I am the Ebenezer Scrooge of Valentine's Day! That is, until about 24 hours before the arrival of the day, when I frantically "go all hallmark" just like most of the western world. It is an annual microcosmic reflection of my own inner conflict/confusion over the word and the concept of "love."
This year, it came out in an essay.
To “Love,” or not to
by Judith Cullen (c) 2014
The Greeks got it right.
The language has four distinct words to distinguish the different types
of “love”. We American-English speakers
don’t manage it quite so well. We get
It’s easy to get confused!
Depending on your nature depends on how confused you are, or how much
confusion you create. Let’s not delve
into suppositions of what is inside individual hearts, that only makes the conflict more complicated.
The Greeks identify Agape – a spiritual, unconditional
love that gives and expects nothing; Eros – the physical, passionate, sensual longing that is the source of
so many romantic misadventures; Philia – a mental love applied to affectionate regard or friendship; and Storge
– possibly the least “love-like” sounding of the lot, it refers to simple
“affection” and is usually applied to family or just acceptance of a relational
One can reason that there is an evolution inherent in these
words, while each type is capable of standing on its own. One might move from philia to eros, though in
my experience eros tends to flare up
without preamble most of the time. The
next step might be from either philia
or eros to agape. While modern Christians like to use the word agape to describe their relationship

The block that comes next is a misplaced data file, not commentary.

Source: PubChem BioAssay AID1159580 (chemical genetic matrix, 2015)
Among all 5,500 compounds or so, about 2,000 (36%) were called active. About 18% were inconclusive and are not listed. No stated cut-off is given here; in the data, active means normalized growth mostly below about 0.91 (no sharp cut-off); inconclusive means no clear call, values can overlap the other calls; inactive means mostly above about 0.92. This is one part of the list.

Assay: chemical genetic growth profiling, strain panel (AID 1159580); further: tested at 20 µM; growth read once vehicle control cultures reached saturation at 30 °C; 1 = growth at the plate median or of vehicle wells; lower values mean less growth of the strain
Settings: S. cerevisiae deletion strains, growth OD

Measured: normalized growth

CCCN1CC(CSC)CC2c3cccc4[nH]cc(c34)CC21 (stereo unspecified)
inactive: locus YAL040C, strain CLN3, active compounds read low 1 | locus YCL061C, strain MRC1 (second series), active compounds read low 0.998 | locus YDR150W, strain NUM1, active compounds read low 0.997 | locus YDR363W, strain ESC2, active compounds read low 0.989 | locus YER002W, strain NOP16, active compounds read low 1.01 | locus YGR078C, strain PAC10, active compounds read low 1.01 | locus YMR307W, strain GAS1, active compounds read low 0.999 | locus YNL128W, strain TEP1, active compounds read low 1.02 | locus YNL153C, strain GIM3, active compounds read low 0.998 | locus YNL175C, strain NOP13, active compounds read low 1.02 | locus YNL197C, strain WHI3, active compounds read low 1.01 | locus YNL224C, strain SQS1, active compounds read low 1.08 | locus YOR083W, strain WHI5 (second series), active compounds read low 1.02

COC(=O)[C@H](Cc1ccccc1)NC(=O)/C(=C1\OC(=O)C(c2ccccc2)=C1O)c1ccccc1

with the divine, amongst the more mundane creatures agape takes time, and shared history to build. I use the term "build" because, unlike the
popular use of the word “grow,” building agape takes personal commitment,
engagement, and plain old-fashioned hard work.
You can’t just water it and pray.
In English, we don’t fare as well. We have one word – “love.” We dress it up for every possibility, and
trot it out for everything from casual meetings to formal occasions. If you are a cuddly person, you use it
liberally in everyday conversation, tossing it about like so many candy
sprinkles. The very casualness of it
identifies it as philia, you
I am just this sort of “sprinkly” person, and I sometimes
pause to wonder if I am doing damage with my liberality. Except, I do actually mean it. I love people. I want to love people. I like to love people. People are endlessly fascinating, marvelously
diverse, and I learn so much from them.
I also get into trouble this way. Relating to people in a loving way does not
always mean they reciprocate, and we all do tend to default to assuming everyone views
through the same life lens as we do. Most frequently they don’t share your
particular view, and admittedly there are some less worthy of love than others. Still, I like who I am far better when I am
loving people. So, while an occasional “proceed with caution” message may flash
up in front of my eyes, continuing to fully embrace philia is simply who I am.